The Korea Queer Culture Festival

On Saturday, an estimated 1,500 people marched along the Cheonggyecheon stream (청계천) in downtown Seoul. The main event of the 10th annual Korea Queer Culture Festival (KQCF) marked South Korea’s largest-ever celebration of homosexuality.

A man in a light blue t shirt carrying a rainbow flag over his shoulder, walking through a crowd of people.

The procession was led by a troupe of pungmul folk musicians and three trucks outfitted with rainbow flags, dance platforms and speakers playing Korean pop.

Locals wearing “God made Queer” buttons marched with foreign English teachers and teen boys donning mouse ears and pleated skirts.

The 15-day event kicked off on May 30 with a photo exhibition and an event organized by the queer youth group, Rateen.

From June 3-7, the Seoul LGBT Film Festival (SeLFF) screened 29 feature films, documentaries and short films at the Seoul Art Cinema. Following Saturday’s parade, an after party at Club Pulse in Itaewon lasted well into Sunday morning.

A young man with a white and green t shirt holds up a yellow banner with black writing on a green background and balloons, amongst a crowd of people at Queer Culture Seoul.

The 15-day event kicked off on May 30 with a photo exhibition and an event organized by the queer youth group, Rateen.

From June 3-7, the Seoul LGBT Film Festival (SeLFF) screened 29 feature films, documentaries and short films at the Seoul Art Cinema. Following Saturday’s parade, an after party at Club Pulse in Itaewon lasted well into Sunday morning.

Queer pioneers

In the years following Japanese occupation and civil war, military dictatorships suppressed social organising across South Korea.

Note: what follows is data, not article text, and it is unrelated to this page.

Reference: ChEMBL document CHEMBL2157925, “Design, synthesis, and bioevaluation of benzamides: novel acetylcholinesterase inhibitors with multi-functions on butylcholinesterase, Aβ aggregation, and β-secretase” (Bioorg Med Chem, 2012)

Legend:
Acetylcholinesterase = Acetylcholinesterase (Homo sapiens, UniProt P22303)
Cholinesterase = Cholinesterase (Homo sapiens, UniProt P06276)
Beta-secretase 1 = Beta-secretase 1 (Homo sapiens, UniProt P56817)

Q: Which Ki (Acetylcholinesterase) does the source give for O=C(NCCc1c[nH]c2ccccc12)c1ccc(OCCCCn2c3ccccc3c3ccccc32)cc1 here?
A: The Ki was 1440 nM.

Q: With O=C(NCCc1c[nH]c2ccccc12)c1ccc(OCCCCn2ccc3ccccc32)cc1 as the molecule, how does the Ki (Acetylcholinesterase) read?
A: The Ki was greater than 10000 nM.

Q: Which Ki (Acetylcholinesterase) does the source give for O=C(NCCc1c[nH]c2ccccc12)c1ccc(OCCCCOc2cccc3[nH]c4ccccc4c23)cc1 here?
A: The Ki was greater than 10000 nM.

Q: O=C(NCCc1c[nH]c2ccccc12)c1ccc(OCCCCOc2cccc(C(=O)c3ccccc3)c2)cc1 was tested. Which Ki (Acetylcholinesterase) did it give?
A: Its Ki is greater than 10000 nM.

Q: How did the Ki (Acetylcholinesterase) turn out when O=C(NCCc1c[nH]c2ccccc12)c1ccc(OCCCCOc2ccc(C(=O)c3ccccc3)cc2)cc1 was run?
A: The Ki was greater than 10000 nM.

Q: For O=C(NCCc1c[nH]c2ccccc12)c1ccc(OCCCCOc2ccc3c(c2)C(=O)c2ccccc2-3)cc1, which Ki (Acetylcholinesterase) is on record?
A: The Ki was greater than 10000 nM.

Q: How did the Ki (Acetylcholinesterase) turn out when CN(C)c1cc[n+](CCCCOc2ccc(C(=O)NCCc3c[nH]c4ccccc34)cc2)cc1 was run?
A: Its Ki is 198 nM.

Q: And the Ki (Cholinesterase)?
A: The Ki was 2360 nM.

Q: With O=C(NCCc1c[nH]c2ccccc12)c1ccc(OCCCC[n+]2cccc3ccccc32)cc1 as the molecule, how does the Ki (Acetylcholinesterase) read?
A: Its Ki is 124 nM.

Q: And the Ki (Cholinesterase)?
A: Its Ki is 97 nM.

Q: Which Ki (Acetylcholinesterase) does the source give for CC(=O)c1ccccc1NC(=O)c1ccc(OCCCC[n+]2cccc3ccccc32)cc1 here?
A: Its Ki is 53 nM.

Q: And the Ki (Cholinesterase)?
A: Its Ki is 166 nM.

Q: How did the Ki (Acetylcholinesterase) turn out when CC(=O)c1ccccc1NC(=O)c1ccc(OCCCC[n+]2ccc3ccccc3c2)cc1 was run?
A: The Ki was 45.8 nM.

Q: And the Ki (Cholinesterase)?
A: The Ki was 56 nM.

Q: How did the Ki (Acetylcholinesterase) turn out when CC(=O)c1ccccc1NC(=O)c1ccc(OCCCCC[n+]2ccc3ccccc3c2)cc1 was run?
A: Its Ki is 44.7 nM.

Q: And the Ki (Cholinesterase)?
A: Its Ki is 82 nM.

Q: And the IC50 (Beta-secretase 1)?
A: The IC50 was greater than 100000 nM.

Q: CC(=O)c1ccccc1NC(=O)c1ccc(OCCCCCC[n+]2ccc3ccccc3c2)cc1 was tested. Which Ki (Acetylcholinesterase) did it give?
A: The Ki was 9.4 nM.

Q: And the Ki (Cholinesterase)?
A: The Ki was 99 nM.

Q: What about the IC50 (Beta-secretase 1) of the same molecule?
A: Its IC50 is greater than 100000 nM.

Although tiny bars in Seoul’s Jongno neighborhood have catered to gay clients for decades, it wasn’t until 1993 that the country’s first queer rights group, Chodonghwae, was founded.

Two men dressed in leather trousers, one wearing a pink feathered face mask and the other wearing a white feathered face mask, walk through a crowd of people carrying a piece of white cloth.
Photo from here.

Two years later, the first campus group, Come Together, formed at Yonsei University (연세대학교).

According to Jun Dong-beom (전동범), the 2009 SeLFF Programmer, members of those early groups were inspired by events abroad. “In the early 1990s there were some [LGBT organizations] at Korean universities and they saw there were many pride parades and festivals in other countries.

So at the time the college students and some gay and lesbian activists started planning to have our own parade.”

In 1997, Come Together founder, Seo Dong-jin (서동진), organised what was to be South Korea’s first queer film festival. But on opening day, local government officials cut off the theatre’s electricity and threatened organizers with fines and lengthy jail sentences.

Dancers dressed in black and white robes, with black and white hats and a rainbow sash parade down the street in Seoul.
Photo from here.

Despite attempts to thwart the festival again in 1998, in November, the first Seoul Queer Film and Video Festival was convened at the Artsonje Center.

Jun, who helped organise the inaugural festival, says that despite a positive reception, the event bankrupted the group. In 2000, the first Korea Queer Culture Festival, a two-day event called “Mujigae (Rainbow) 2000″ was established by merging a film festival with a parade and dance party.

At that first-ever march, 50 people walked through Seoul’s Daehangno neighborhood.

Express your-SeLFF